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Report: Mass. cuts hurt mental health staff safety


BOSTON – A task force formed after the slaying of a mental health counselor is blaming years of budget cuts for undermining Massachusetts’ publicly-funded mental health system and forcing some staff to work under unsafe conditions.

The task force released a set of 17 recommendations last week in the 42-page report it said is intended in part to improve the safety of workers at state facilities.

Among the recommendations are a significant increase in spending over the next five years in the mental health system and an increase in the number of beds and services available for those suffering from mental illness.

The report also recommends giving all those who provide direct care in mental health facilities with “a reliable way to rapidly summon assistance when needed, such as an electronic alarm.”

The task force was appointed after the body of 25-year-old Stephanie Moulton was found stabbed in Lynn earlier this year. A resident of the North Suffolk Mental Health Association facility where Moulton worked has been charged with her death.

The report paints a picture of a mental health system straining under years of budget cuts, which have led to a breakdown in communication, increasing caseloads of people with more acute needs and the fostering of a system that is “unable to consistently provide more intensive services when needed.”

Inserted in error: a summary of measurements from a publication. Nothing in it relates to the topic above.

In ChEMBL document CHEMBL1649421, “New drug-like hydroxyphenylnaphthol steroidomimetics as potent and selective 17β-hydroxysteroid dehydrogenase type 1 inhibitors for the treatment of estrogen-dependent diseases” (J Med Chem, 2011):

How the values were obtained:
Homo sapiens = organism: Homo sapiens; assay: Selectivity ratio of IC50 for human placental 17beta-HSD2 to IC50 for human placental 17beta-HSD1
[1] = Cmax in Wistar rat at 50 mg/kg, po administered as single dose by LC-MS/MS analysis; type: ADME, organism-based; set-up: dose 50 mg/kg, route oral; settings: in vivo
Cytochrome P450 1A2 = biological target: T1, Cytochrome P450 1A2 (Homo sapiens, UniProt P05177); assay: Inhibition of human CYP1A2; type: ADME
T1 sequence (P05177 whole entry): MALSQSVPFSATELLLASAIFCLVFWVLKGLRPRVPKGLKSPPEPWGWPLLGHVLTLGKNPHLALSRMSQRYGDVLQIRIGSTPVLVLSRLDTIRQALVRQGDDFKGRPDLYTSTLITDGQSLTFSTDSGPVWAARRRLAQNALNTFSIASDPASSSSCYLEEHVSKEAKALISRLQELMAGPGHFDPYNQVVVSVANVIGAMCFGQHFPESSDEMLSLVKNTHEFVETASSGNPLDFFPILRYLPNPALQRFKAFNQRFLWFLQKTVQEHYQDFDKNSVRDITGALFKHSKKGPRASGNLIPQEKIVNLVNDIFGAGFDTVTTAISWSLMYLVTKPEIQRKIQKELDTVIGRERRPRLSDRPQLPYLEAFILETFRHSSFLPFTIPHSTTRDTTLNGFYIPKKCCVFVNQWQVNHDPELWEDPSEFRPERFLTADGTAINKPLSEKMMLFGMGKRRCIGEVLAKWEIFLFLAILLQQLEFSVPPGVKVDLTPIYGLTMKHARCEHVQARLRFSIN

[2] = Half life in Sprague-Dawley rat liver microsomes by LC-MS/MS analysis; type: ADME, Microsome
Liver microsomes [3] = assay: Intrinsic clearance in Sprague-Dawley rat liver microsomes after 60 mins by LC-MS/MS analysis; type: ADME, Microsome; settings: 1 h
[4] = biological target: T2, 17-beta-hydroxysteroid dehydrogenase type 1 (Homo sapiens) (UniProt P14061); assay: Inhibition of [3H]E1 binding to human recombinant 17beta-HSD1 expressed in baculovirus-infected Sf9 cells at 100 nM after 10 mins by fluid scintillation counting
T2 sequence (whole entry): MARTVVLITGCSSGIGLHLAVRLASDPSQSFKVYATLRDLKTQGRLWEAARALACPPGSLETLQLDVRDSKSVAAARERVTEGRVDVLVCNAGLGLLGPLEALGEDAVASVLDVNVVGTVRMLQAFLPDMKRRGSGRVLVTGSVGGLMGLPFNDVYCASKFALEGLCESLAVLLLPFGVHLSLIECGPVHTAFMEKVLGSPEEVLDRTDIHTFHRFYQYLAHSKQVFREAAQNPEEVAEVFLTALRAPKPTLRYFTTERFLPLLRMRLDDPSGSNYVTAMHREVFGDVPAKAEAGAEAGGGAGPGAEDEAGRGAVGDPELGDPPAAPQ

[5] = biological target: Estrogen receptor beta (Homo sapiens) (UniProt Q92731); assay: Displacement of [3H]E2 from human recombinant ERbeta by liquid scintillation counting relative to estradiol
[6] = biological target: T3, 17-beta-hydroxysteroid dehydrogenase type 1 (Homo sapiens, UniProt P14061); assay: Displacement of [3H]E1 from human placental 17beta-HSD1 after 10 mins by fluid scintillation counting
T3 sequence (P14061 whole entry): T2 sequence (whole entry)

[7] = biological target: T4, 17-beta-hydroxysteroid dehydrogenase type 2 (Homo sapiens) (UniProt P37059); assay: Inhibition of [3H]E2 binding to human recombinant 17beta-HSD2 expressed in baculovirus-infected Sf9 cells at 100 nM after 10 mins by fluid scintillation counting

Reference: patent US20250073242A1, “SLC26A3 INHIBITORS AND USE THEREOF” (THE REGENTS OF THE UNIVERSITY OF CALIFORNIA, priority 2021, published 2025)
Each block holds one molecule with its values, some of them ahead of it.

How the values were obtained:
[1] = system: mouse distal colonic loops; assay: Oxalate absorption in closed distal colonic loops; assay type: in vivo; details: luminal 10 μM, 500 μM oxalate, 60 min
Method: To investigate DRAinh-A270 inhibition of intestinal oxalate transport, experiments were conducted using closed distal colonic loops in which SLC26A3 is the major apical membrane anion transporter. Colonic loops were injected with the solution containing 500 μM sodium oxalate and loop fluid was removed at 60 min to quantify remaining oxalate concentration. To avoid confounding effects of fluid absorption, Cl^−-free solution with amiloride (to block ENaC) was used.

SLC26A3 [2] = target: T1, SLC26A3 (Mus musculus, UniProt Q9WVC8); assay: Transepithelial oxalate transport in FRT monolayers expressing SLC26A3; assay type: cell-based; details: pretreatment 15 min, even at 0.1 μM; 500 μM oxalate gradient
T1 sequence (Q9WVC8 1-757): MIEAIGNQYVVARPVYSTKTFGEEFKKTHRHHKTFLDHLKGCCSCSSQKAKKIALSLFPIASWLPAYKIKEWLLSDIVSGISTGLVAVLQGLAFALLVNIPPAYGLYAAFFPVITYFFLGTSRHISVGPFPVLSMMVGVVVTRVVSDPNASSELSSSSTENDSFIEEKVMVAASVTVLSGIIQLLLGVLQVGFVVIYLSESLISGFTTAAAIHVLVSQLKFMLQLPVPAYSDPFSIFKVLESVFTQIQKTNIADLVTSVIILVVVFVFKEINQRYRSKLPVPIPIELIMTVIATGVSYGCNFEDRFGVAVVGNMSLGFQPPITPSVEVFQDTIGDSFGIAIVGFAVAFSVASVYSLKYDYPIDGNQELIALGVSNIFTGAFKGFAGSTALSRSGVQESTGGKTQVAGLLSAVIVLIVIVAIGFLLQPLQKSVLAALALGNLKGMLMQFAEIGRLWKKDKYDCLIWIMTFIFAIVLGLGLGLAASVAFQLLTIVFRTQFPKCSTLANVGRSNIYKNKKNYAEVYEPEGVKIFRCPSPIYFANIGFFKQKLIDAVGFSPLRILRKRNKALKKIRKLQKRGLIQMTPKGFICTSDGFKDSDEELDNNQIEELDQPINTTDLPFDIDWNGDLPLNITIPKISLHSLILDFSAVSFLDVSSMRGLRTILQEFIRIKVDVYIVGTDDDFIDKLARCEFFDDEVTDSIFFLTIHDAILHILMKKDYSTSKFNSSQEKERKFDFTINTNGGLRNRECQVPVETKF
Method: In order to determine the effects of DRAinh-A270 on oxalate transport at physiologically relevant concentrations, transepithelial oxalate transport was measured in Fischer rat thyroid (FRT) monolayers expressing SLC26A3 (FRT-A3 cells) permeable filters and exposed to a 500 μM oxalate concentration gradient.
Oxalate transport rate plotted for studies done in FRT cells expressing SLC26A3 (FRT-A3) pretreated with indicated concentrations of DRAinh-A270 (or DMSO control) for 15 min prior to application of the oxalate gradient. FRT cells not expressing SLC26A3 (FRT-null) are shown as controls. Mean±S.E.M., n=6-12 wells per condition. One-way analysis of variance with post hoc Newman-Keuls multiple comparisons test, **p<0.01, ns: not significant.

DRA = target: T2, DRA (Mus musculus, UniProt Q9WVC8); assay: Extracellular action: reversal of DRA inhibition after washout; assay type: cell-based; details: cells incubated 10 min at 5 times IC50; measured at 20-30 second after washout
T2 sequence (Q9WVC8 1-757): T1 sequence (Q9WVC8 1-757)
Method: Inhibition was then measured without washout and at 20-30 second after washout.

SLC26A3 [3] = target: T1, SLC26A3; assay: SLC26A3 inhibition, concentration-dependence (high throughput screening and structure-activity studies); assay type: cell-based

That has led to situations where staff counselors and others are required to work in “conditions that do not provide for adequate safety,” according to the task force chaired by retired Judge Paul Healy and psychiatry professor Dr. Kenneth Appelbaum.

“None of this should come as a surprise. In recent years, DMH has undergone significant changes in the context of repeated budget cuts,” the report said. “Some past practices that are no longer in place served to increase the cohesion of the community system, the continuity of care, and safety.”

Department of Mental Health Commissioner Barbara Leadholm said she’s reviewing the report. She said that although the state has had to make difficult budget cuts in recent years, she’s not convinced that those cuts have resulted in increased risks for workers.

“Honestly I would say I disagree,” she said. “To me, the cause and effect is not that simple.”

Leadholm, who appointed the task force, said she’s also not convinced that a scarcity of beds has strained the system or led to situations where people may have been released before they were ready.

“We do not discharge people sooner than they should be discharged,” she said. “It’s always easy to say ‘Could you have given someone more services?’”

Massachusetts did lose 120 psychiatric beds when it closed a state hospital last year, Leadholm said.

Both Leadholm and the members of the task force agreed that most individuals in the state’s mental health care system do not pose a threat.

“Our efforts therefore focused more on the needs of those few individuals who present a high risk of violence, rather than on the many who do not,” the task force wrote.

The report was prompted by the death of Moulton, whose body was found in a church parking lot in Lynn in January.

Police say Deshawn James Chappell, who was a resident at the group home where Moulton worked, stabbed the Peabody, Mass. resident repeatedly in the throat, piercing her jugular vein and carotid artery.

The 27-year-old Chappell pleaded not guilty to first-degree murder.

After a March hearing that included testimony from a court clinician who interviewed Chappell, Judge Frank Gaziano committed Chappell to Bridgewater State Hospital.

Moulton’s parents, Kim Flynn and Robert Moulton have filed a wrongful-death lawsuit against the directors of the agency that runs the facility, two doctors and Chappell.

Kim Flynn and Robert Moulton are seeking unspecified damages for the death of their daughter.

Associated Press